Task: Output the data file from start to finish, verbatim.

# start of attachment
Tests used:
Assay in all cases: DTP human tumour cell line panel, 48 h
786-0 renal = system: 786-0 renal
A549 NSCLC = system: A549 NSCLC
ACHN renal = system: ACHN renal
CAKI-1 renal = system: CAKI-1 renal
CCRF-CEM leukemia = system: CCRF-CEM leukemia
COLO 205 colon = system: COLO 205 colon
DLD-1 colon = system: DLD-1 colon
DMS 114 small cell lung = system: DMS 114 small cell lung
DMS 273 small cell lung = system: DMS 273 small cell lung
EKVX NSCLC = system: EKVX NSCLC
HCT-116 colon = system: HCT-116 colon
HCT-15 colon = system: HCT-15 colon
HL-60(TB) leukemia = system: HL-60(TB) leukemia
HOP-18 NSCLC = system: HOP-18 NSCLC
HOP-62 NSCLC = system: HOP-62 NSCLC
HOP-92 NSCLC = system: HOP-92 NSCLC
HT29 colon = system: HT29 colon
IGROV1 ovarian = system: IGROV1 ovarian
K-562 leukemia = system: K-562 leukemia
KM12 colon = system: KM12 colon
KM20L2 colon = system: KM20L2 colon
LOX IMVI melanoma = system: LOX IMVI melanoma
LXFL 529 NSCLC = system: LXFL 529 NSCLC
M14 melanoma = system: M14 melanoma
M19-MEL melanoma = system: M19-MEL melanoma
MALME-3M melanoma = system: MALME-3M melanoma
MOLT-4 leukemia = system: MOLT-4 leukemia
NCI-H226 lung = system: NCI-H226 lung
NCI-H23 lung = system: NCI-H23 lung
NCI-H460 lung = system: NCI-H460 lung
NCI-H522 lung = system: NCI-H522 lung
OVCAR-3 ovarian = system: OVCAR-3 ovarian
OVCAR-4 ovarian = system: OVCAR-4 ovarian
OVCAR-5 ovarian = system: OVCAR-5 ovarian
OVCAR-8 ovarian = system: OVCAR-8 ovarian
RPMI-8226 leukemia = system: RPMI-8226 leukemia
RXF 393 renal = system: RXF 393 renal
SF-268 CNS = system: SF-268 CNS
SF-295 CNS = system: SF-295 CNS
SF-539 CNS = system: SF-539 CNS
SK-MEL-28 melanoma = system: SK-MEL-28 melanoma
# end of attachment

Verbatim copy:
Tests used:
Assay in all cases: DTP human tumour cell line panel, 48 h
786-0 renal = system: 786-0 renal
A549 NSCLC = system: A549 NSCLC
ACHN renal = system: ACHN renal
CAKI-1 renal = system: CAKI-1 renal
CCRF-CEM leukemia = system: CCRF-CEM leukemia
COLO 205 colon = system: COLO 205 colon
DLD-1 colon = system: DLD-1 colon
DMS 114 small cell lung = system: DMS 114 small cell lung
DMS 273 small cell lung = system: DMS 273 small cell lung
EKVX NSCLC = system: EKVX NSCLC
HCT-116 colon = system: HCT-116 colon
HCT-15 colon = system: HCT-15 colon
HL-60(TB) leukemia = system: HL-60(TB) leukemia
HOP-18 NSCLC = system: HOP-18 NSCLC
HOP-62 NSCLC = system: HOP-62 NSCLC
HOP-92 NSCLC = system: HOP-92 NSCLC
HT29 colon = system: HT29 colon
IGROV1 ovarian = system: IGROV1 ovarian
K-562 leukemia = system: K-562 leukemia
KM12 colon = system: KM12 colon
KM20L2 colon = system: KM20L2 colon
LOX IMVI melanoma = system: LOX IMVI melanoma
LXFL 529 NSCLC = system: LXFL 529 NSCLC
M14 melanoma = system: M14 melanoma
M19-MEL melanoma = system: M19-MEL melanoma
MALME-3M melanoma = system: MALME-3M melanoma
MOLT-4 leukemia = system: MOLT-4 leukemia
NCI-H226 lung = system: NCI-H226 lung
NCI-H23 lung = system: NCI-H23 lung
NCI-H460 lung = system: NCI-H460 lung
NCI-H522 lung = system: NCI-H522 lung
OVCAR-3 ovarian = system: OVCAR-3 ovarian
OVCAR-4 ovarian = system: OVCAR-4 ovarian
OVCAR-5 ovarian = system: OVCAR-5 ovarian
OVCAR-8 ovarian = system: OVCAR-8 ovarian
RPMI-8226 leukemia = system: RPMI-8226 leukemia
RXF 393 renal = system: RXF 393 renal
SF-268 CNS = system: SF-268 CNS
SF-295 CNS = system: SF-295 CNS
SF-539 CNS = system: SF-539 CNS
SK-MEL-28 melanoma = system: SK-MEL-28 melanoma